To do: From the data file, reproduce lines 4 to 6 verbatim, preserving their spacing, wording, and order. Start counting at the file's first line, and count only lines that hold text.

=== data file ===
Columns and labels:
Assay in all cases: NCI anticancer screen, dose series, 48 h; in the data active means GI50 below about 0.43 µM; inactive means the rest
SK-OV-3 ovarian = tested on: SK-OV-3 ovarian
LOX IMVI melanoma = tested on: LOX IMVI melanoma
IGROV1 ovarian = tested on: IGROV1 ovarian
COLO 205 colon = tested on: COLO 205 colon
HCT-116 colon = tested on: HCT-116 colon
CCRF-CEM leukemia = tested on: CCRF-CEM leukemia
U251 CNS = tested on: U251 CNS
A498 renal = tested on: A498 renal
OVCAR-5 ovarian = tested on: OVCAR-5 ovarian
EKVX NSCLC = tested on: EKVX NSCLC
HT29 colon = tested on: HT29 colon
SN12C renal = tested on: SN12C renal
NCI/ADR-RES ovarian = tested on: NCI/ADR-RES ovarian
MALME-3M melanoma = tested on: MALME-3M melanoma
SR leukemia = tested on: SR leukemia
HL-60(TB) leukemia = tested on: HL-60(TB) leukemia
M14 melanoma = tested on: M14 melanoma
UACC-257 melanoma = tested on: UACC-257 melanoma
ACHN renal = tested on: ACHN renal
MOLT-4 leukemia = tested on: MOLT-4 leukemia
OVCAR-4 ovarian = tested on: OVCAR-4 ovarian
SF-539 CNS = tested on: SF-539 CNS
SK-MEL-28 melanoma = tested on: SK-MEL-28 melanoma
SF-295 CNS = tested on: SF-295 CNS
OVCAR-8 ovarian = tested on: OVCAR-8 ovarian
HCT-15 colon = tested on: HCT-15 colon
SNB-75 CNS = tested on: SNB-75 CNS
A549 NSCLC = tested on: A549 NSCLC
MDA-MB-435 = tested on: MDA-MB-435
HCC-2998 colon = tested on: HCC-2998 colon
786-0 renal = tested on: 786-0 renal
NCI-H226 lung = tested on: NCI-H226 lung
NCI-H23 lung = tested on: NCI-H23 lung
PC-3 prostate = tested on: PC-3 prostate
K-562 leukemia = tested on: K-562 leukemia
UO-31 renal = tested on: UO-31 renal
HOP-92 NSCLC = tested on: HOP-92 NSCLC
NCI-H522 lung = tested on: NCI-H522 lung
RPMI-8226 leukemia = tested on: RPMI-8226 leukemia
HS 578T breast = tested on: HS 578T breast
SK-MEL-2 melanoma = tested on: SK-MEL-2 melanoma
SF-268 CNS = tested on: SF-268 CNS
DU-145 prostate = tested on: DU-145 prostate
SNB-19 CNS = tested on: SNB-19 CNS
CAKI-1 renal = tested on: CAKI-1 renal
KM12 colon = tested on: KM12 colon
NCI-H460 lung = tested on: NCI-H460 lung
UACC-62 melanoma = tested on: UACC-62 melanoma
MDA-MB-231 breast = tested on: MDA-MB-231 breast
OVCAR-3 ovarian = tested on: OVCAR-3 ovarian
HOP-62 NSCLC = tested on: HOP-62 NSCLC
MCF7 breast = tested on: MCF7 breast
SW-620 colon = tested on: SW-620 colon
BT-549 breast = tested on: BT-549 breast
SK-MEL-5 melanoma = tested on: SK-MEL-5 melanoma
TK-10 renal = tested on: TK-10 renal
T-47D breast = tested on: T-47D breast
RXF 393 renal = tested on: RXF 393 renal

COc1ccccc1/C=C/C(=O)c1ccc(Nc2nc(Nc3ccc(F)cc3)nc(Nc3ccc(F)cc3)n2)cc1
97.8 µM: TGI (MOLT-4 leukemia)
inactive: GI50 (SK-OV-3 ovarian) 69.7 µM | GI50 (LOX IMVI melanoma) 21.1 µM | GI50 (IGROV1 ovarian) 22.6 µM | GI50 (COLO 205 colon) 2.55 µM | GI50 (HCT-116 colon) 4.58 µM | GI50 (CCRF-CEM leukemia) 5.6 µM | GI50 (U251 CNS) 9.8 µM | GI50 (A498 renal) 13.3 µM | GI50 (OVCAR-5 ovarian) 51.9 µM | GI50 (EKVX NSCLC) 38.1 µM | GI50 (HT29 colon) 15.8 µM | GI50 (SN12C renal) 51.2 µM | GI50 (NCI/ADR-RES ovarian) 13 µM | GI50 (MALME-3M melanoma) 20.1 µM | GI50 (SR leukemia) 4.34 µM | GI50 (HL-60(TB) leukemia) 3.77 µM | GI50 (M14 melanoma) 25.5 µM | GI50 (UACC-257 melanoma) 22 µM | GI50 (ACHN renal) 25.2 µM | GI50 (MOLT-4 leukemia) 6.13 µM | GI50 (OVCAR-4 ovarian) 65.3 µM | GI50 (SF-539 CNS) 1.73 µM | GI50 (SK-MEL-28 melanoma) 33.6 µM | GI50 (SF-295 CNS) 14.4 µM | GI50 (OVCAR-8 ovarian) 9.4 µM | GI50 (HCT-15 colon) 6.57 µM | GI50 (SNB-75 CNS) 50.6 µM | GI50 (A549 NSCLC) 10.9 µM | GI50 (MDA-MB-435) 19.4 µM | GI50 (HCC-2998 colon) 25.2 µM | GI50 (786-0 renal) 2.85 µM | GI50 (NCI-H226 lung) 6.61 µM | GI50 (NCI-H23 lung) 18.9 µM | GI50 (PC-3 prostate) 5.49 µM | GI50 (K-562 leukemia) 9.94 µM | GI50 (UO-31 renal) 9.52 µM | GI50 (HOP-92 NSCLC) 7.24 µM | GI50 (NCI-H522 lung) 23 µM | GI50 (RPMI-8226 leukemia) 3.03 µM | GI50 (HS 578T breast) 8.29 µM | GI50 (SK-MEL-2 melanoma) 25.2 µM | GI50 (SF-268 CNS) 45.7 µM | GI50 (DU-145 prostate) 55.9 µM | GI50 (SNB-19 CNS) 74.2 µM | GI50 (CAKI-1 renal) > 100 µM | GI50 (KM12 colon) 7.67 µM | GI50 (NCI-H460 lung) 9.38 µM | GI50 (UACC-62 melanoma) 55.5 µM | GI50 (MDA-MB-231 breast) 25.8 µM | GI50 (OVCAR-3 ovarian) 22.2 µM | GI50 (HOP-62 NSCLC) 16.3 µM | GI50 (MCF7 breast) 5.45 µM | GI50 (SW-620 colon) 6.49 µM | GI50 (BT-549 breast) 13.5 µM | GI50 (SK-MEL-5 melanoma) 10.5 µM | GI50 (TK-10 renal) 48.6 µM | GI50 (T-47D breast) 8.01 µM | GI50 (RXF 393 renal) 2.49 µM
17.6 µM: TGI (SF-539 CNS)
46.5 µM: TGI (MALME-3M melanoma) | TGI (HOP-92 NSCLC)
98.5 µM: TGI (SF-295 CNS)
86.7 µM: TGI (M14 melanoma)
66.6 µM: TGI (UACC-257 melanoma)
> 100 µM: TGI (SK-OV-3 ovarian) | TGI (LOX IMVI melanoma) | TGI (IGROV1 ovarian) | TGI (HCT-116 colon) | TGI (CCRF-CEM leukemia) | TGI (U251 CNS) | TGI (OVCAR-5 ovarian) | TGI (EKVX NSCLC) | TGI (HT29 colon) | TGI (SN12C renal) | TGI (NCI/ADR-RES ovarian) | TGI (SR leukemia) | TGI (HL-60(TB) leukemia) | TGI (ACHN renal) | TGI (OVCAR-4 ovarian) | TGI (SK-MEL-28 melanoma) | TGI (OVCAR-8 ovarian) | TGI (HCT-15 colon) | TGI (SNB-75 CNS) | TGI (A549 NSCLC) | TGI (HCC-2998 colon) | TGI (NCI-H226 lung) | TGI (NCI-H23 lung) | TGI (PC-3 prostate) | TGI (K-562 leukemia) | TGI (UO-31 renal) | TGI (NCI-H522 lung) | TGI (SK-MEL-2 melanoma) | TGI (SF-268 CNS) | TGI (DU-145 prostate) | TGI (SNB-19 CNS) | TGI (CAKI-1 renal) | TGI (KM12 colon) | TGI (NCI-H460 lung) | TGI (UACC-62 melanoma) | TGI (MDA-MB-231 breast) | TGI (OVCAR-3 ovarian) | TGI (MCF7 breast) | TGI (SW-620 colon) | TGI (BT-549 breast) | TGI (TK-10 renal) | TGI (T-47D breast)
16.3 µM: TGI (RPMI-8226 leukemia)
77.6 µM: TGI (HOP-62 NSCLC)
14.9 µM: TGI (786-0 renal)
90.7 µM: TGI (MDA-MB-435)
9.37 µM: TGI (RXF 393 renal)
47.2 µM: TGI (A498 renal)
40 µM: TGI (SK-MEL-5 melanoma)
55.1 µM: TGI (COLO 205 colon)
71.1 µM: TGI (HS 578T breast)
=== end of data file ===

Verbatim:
LOX IMVI melanoma = tested on: LOX IMVI melanoma
IGROV1 ovarian = tested on: IGROV1 ovarian
COLO 205 colon = tested on: COLO 205 colon